The New California Adventure

Schwarzenegger budget policies are turning small cities and rural counties into post-apocalypse theme parks

Imagine California as the sort of post-apocalyptic wasteland alluded to in such fantasies as Terminator, Blade Runner, Road Warrior,and Water World ...

The air is thick with the smoke of burning buildings; the oily, wet streets are scattered with blackened wreckage. Once a promised land, much of California has become a nightmare. Law enforcement budgets are slashed to the point where county sheriffs insist, "If they call and the dispatcher says, 'We don't have anyone here,' you know they're not lying. People are going to have to be more cautious and secure their property." Towns become so impoverished they simply cease to exist. Libraries refrain from buying books, having spent the past two decades trimming hours to the point where, within one generation, most Californians just stop going; counties begin closing them down by the dozen. Nursing hospitals are shut for lack of money. Kids lose their swimming pools and other recreation places and roam the streets looking for trouble.

Except for the part about the oily streets, thick air, and blackened wreckage, this scenario is real, thanks to budget problems that have already slashed state money for local government and to Gov. Schwarzenegger's proposal to siphon another $1.3 billion in property taxes from cities and counties. Democratic challenges to Schwarzenegger, raised in negotiations this week, merely nibble around the edges of the central tenets of his budget proposal: no tax increases, deep spending cuts, and creative financing that will make things worse in the future. California's poorer counties and towns, many of them already near bankruptcy, have spent the past two weeks announcing wholesale service cuts.

Yet somehow the governor remains extraordinarily popular.

The aforementioned sheriff, of Trinity County, told the Redding Record Searchlight last week that citizens should stop counting on law enforcement for protection. He'd just announced that deputy patrols would be halved.

And Gov. Schwarzenegger's approval ratings hovered at 60 percent.

Small California towns such as Farmersville, in Tulare County, and Parlier, in Fresno County, are so strapped by recent cuts they could be forced to disband, according to a recent story in the Sacramento Bee. Tehama County just closed its nursing home. And most everybody's given up on libraries: Los Angeles County has considered closing 16 libraries this year to meet state budget cuts.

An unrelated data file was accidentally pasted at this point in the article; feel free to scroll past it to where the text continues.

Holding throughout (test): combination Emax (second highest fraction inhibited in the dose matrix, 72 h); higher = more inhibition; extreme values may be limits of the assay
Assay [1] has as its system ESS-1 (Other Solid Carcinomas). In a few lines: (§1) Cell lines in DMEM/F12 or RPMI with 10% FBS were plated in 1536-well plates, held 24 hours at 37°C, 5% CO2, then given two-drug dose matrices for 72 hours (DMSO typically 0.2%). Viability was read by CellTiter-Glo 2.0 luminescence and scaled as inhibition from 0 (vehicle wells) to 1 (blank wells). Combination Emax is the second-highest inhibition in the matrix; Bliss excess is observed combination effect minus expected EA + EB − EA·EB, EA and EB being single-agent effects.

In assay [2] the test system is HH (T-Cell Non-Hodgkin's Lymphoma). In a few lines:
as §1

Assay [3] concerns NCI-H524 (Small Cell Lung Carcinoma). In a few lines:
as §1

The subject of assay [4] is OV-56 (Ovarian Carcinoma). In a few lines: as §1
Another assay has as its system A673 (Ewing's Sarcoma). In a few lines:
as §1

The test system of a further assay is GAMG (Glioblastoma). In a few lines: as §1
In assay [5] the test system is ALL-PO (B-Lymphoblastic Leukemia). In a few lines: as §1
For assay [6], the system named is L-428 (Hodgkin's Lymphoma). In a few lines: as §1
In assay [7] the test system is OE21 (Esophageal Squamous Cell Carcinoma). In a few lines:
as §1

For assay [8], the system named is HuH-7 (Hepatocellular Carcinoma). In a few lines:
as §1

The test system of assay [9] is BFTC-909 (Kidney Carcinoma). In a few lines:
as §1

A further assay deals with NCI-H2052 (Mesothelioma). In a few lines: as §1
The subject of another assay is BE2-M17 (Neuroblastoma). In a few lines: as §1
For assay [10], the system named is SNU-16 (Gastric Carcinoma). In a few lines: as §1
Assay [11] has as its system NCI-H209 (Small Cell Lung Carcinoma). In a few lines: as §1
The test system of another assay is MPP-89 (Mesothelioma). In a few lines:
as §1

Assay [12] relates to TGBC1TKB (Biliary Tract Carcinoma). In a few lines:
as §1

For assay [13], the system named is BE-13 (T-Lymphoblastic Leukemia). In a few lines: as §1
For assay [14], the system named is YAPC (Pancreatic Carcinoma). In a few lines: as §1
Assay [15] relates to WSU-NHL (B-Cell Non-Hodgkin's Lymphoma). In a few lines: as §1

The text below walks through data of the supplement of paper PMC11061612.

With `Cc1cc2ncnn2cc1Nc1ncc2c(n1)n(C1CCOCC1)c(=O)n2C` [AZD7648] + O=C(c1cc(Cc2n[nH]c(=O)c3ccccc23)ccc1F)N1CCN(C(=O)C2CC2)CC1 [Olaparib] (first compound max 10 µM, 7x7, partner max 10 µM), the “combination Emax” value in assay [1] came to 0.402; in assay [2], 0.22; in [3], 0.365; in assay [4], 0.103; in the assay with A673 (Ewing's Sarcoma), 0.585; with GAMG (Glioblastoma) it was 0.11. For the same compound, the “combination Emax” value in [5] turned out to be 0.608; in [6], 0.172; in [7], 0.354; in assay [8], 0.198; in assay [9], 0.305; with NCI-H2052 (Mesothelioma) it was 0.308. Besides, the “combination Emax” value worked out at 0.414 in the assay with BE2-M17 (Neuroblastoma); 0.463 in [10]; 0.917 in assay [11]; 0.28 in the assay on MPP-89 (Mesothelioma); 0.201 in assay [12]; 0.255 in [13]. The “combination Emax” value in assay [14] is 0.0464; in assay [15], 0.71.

But the governor entered budget negotiations last week still heralded as a brilliant phenomenon in the world of public policy.

In the universe we've known so far, the concepts of statewide catastrophe and a wildly popular governor have been mutually exclusive. Could something special and futuristic be happening in California?

It is.

California is turning into a real-life version of Terminator II: Judgment Day. By balancing a massively out-of-whack state budget on the backs of poorer cities and counties, our governor is turning these communities into post-apocalypse fantasylands, but he's not doing it out of spite. He's doing it because he knows, in the end, enduring post-apocalyptic poverty is the market-based way -- indeed, the only real way -- to help them.

Soon, California's less-well-off counties will be so astonishingly destitute and ravaged that they might be marketed as reality tours for the privileged. Within months, the tourist dollars will start rolling in just as they did with Schwarzenegger's other real-life entertainment venture, Planet Hollywood, and the once-poor parts of California will become well-off and, perhaps, more important and self-sufficient.


Living in San Francisco, host to the Pacific Rim's massive, local-tax-revenue-producing financial hub, it's easy to lose sight of the level of desperation other California communities have suffered during California's quarter-century of decaying government finance. Sure, Gavin Newsom's new, trimmer budget is getting plenty of press. But the city's budget had become so bloated during the previous eight years that this mayor is able to save scads of money merely by making city government efficient again. That's not true in much of the rest of the state, where local agencies are slashing the kinds of services commonly considered a civilization baseline.

There's a reason Californians have tolerated a near sci-fi version of governance, and it has to do with storytelling -- a field in which our Hollywood governor excels.

Since Proposition 13 set state finances permanently askew in 1978, the state has met budget shortfalls by shifting money from local government to the state. Some offended constituencies have held ground via budgeting shell games, initiative-based-bond borrowing, and ballot propositions that permanently shave off portions of the state budget for themselves. The result is ever-increasing levels of state debt service, and an ever-shrinking portion of state finances left over for the programs that lack legislators or budget-earmarking ballot propositions to call their own.

After a quarter-century, statehouse newspaper and television correspondents consider the substance of this process to be old hat. What's interesting to them is the statehouse shouting match that commences every time the annual budget has to be passed. For a couple of months every year, horse-race-type stories emanating from Sacramento get Californians riveted: Who'll blink first, Republicans or Democrats? Will they meet the deadline? Will the government have to shut down? Or not? Listen to them yell and swear: Gosh, they're so dysfunctional.

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